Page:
Disadvantages of fibre internet connectivity
Speeds are never guaranteed as advertised (although are often very near) and dependent on things that are not within your control, like the age of wiring and the distance you live from the BT exchange . Even though fibre internet connectivity is on offer in your location, these limiting factors may yield little difference in speed for a much higher annual price.
Who is fibre internet connectivity for?
The massive growth in the amount of people streaming music , downloading video and watching catchup TV online means that there is no longer a typical user of high speed broadband .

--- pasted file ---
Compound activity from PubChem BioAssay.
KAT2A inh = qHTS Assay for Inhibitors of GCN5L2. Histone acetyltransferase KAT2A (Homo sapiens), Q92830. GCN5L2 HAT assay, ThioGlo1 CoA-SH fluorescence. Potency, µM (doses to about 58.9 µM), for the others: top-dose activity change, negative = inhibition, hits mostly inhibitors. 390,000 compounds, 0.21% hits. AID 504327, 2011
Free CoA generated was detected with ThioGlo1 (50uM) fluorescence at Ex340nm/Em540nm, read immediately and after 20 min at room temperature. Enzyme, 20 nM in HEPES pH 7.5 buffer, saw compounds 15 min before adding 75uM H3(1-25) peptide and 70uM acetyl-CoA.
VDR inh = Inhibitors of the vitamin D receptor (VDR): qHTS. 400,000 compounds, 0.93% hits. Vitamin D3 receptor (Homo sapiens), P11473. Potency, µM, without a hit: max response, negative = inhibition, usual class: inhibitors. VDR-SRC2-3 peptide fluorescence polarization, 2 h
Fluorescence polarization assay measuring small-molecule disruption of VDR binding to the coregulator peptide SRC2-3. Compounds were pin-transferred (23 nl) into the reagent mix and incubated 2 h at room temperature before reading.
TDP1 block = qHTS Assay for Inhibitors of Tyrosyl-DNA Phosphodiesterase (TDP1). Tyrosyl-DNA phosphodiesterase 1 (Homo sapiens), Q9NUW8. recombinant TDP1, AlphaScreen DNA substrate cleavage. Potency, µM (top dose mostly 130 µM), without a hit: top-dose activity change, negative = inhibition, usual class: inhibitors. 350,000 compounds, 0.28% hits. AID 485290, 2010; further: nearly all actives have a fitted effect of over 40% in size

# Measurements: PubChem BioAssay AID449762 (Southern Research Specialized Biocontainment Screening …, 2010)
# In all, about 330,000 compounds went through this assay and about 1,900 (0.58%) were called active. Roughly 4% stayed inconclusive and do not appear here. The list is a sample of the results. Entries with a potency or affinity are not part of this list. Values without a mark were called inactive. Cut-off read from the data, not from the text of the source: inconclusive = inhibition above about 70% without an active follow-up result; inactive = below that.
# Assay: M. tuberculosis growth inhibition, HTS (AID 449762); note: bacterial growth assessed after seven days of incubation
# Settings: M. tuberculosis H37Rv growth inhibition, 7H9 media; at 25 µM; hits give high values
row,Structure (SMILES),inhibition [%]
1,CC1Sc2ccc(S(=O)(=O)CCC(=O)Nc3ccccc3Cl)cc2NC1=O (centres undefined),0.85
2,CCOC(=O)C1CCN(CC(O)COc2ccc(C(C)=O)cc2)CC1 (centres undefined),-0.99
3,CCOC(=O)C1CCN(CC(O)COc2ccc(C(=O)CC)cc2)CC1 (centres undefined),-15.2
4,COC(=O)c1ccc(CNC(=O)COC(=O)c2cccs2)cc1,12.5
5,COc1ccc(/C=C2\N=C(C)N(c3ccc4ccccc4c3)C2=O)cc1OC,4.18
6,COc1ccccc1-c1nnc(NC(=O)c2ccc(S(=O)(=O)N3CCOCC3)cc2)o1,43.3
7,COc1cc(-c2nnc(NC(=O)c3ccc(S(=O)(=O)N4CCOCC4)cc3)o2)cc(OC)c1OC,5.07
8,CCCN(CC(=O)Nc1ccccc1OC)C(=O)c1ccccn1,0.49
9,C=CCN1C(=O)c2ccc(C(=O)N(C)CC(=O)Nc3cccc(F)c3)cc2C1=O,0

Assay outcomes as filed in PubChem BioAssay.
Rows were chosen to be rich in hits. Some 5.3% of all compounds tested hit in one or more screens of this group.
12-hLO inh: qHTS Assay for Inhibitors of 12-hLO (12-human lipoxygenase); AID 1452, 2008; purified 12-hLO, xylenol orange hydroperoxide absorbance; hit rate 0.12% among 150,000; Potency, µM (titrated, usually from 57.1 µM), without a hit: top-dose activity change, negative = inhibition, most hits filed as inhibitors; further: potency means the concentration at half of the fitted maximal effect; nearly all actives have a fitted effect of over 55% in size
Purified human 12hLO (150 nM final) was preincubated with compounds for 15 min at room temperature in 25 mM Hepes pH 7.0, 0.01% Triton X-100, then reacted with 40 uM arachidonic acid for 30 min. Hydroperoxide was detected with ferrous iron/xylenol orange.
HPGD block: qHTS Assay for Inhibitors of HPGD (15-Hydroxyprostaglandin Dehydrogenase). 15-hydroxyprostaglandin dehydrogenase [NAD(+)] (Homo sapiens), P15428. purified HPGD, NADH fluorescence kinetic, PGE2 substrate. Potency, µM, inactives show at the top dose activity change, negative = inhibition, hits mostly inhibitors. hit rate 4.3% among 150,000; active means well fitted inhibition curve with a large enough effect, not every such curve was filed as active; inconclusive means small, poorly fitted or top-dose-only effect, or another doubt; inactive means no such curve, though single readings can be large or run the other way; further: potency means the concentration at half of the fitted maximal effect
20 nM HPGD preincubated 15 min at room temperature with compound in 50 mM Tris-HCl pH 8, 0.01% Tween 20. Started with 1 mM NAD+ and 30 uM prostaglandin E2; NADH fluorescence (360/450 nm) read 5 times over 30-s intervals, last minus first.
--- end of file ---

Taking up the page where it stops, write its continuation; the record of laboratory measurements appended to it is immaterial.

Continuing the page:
However, if you are a heavy downloader or are one of the increasing number of consumers who prefer to catch up with TV programmes online, it makes sense to enrol in a super fast internet product – preferably fibre for the best service.
Super fast connectivity is also ideal for fans of online console usage. Due to the fact faster connectivity gets rid of the delays to in-game responsiveness. This is known as ping, which is often triggered by slower traditional connectivity services . This can seriously ruin your online gaming experience .
If you only use the internet for checking your e-mail and for the occasional search, it’s more prudent to favour a traditional ADSL deal .[elementor-template id=”137965″]